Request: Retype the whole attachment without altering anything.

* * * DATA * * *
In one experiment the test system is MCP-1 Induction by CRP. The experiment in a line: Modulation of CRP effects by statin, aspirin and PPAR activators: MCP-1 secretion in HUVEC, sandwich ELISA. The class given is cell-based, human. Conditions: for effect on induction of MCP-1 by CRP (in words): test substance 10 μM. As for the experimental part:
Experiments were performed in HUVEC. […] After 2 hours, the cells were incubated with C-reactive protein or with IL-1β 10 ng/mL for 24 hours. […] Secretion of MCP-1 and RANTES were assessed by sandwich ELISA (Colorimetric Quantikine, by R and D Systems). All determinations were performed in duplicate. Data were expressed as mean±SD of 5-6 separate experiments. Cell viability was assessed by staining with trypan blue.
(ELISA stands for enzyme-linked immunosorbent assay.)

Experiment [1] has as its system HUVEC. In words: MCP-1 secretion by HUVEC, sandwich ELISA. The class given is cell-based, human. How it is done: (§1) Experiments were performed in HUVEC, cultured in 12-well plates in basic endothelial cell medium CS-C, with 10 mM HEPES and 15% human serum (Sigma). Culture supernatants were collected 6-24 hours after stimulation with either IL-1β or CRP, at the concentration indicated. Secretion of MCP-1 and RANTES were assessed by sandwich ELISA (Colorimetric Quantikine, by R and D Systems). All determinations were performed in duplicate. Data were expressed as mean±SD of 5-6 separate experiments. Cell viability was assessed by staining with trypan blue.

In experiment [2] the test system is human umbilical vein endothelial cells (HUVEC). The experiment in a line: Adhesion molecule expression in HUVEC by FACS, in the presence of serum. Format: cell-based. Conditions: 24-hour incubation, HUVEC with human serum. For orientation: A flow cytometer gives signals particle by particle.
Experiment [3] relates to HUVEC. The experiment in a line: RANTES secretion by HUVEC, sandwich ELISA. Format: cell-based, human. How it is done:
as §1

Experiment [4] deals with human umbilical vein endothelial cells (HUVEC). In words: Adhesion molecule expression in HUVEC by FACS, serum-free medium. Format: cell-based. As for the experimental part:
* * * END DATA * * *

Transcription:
In one experiment the test system is MCP-1 Induction by CRP. The experiment in a line: Modulation of CRP effects by statin, aspirin and PPAR activators: MCP-1 secretion in HUVEC, sandwich ELISA. The class given is cell-based, human. Conditions: for effect on induction of MCP-1 by CRP (in words): test substance 10 μM. As for the experimental part:
Experiments were performed in HUVEC. […] After 2 hours, the cells were incubated with C-reactive protein or with IL-1β 10 ng/mL for 24 hours. […] Secretion of MCP-1 and RANTES were assessed by sandwich ELISA (Colorimetric Quantikine, by R and D Systems). All determinations were performed in duplicate. Data were expressed as mean±SD of 5-6 separate experiments. Cell viability was assessed by staining with trypan blue.
(ELISA stands for enzyme-linked immunosorbent assay.)

Experiment [1] has as its system HUVEC. In words: MCP-1 secretion by HUVEC, sandwich ELISA. The class given is cell-based, human. How it is done: (§1) Experiments were performed in HUVEC, cultured in 12-well plates in basic endothelial cell medium CS-C, with 10 mM HEPES and 15% human serum (Sigma). Culture supernatants were collected 6-24 hours after stimulation with either IL-1β or CRP, at the concentration indicated. Secretion of MCP-1 and RANTES were assessed by sandwich ELISA (Colorimetric Quantikine, by R and D Systems). All determinations were performed in duplicate. Data were expressed as mean±SD of 5-6 separate experiments. Cell viability was assessed by staining with trypan blue.

In experiment [2] the test system is human umbilical vein endothelial cells (HUVEC). The experiment in a line: Adhesion molecule expression in HUVEC by FACS, in the presence of serum. Format: cell-based. Conditions: 24-hour incubation, HUVEC with human serum. For orientation: A flow cytometer gives signals particle by particle.
Experiment [3] relates to HUVEC. The experiment in a line: RANTES secretion by HUVEC, sandwich ELISA. Format: cell-based, human. How it is done:
as §1

Experiment [4] deals with human umbilical vein endothelial cells (HUVEC). In words: Adhesion molecule expression in HUVEC by FACS, serum-free medium. Format: cell-based. As for the experimental part: